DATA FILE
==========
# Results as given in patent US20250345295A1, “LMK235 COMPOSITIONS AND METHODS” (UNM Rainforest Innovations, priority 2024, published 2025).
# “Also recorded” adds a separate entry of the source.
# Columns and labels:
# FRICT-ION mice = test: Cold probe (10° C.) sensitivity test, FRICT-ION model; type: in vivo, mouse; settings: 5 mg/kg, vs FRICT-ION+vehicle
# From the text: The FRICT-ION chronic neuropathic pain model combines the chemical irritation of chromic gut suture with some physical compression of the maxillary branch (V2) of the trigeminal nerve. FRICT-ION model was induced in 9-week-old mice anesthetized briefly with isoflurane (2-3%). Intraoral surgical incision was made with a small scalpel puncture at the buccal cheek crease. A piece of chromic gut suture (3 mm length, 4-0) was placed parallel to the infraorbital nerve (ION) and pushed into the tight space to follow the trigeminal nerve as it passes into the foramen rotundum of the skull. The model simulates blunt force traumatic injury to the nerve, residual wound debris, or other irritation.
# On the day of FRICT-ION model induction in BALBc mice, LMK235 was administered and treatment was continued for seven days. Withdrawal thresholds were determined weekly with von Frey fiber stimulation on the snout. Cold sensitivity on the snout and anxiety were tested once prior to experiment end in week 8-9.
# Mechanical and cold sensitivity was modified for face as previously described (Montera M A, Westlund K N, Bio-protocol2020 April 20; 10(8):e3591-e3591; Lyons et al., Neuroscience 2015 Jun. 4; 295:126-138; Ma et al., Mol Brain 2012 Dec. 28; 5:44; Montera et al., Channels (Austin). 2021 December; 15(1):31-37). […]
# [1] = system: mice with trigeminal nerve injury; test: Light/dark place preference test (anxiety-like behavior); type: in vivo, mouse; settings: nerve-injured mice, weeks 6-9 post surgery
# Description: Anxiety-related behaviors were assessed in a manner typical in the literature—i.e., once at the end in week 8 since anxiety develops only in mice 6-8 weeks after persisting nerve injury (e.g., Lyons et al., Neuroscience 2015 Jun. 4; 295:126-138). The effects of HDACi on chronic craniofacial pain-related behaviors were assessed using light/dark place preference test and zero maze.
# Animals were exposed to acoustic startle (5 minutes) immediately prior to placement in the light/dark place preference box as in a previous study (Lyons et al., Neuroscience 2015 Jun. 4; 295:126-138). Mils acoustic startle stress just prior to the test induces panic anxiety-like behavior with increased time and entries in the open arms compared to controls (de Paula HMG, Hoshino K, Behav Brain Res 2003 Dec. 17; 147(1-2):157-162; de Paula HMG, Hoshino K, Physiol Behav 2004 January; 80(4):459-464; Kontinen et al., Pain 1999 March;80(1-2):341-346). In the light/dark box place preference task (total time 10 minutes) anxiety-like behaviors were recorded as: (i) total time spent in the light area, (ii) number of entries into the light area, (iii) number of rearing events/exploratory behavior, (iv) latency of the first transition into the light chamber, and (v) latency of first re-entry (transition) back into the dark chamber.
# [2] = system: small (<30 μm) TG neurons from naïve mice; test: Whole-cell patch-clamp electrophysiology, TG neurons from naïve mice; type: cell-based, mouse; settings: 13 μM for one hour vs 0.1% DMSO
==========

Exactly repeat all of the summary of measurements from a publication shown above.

# Results as given in patent US20250345295A1, “LMK235 COMPOSITIONS AND METHODS” (UNM Rainforest Innovations, priority 2024, published 2025).
# “Also recorded” adds a separate entry of the source.
# Columns and labels:
# FRICT-ION mice = test: Cold probe (10° C.) sensitivity test, FRICT-ION model; type: in vivo, mouse; settings: 5 mg/kg, vs FRICT-ION+vehicle
# From the text: The FRICT-ION chronic neuropathic pain model combines the chemical irritation of chromic gut suture with some physical compression of the maxillary branch (V2) of the trigeminal nerve. FRICT-ION model was induced in 9-week-old mice anesthetized briefly with isoflurane (2-3%). Intraoral surgical incision was made with a small scalpel puncture at the buccal cheek crease. A piece of chromic gut suture (3 mm length, 4-0) was placed parallel to the infraorbital nerve (ION) and pushed into the tight space to follow the trigeminal nerve as it passes into the foramen rotundum of the skull. The model simulates blunt force traumatic injury to the nerve, residual wound debris, or other irritation.
# On the day of FRICT-ION model induction in BALBc mice, LMK235 was administered and treatment was continued for seven days. Withdrawal thresholds were determined weekly with von Frey fiber stimulation on the snout. Cold sensitivity on the snout and anxiety were tested once prior to experiment end in week 8-9.
# Mechanical and cold sensitivity was modified for face as previously described (Montera M A, Westlund K N, Bio-protocol2020 April 20; 10(8):e3591-e3591; Lyons et al., Neuroscience 2015 Jun. 4; 295:126-138; Ma et al., Mol Brain 2012 Dec. 28; 5:44; Montera et al., Channels (Austin). 2021 December; 15(1):31-37). […]
# [1] = system: mice with trigeminal nerve injury; test: Light/dark place preference test (anxiety-like behavior); type: in vivo, mouse; settings: nerve-injured mice, weeks 6-9 post surgery
# Description: Anxiety-related behaviors were assessed in a manner typical in the literature—i.e., once at the end in week 8 since anxiety develops only in mice 6-8 weeks after persisting nerve injury (e.g., Lyons et al., Neuroscience 2015 Jun. 4; 295:126-138). The effects of HDACi on chronic craniofacial pain-related behaviors were assessed using light/dark place preference test and zero maze.
# Animals were exposed to acoustic startle (5 minutes) immediately prior to placement in the light/dark place preference box as in a previous study (Lyons et al., Neuroscience 2015 Jun. 4; 295:126-138). Mils acoustic startle stress just prior to the test induces panic anxiety-like behavior with increased time and entries in the open arms compared to controls (de Paula HMG, Hoshino K, Behav Brain Res 2003 Dec. 17; 147(1-2):157-162; de Paula HMG, Hoshino K, Physiol Behav 2004 January; 80(4):459-464; Kontinen et al., Pain 1999 March;80(1-2):341-346). In the light/dark box place preference task (total time 10 minutes) anxiety-like behaviors were recorded as: (i) total time spent in the light area, (ii) number of entries into the light area, (iii) number of rearing events/exploratory behavior, (iv) latency of the first transition into the light chamber, and (v) latency of first re-entry (transition) back into the dark chamber.
# [2] = system: small (<30 μm) TG neurons from naïve mice; test: Whole-cell patch-clamp electrophysiology, TG neurons from naïve mice; type: cell-based, mouse; settings: 13 μM for one hour vs 0.1% DMSO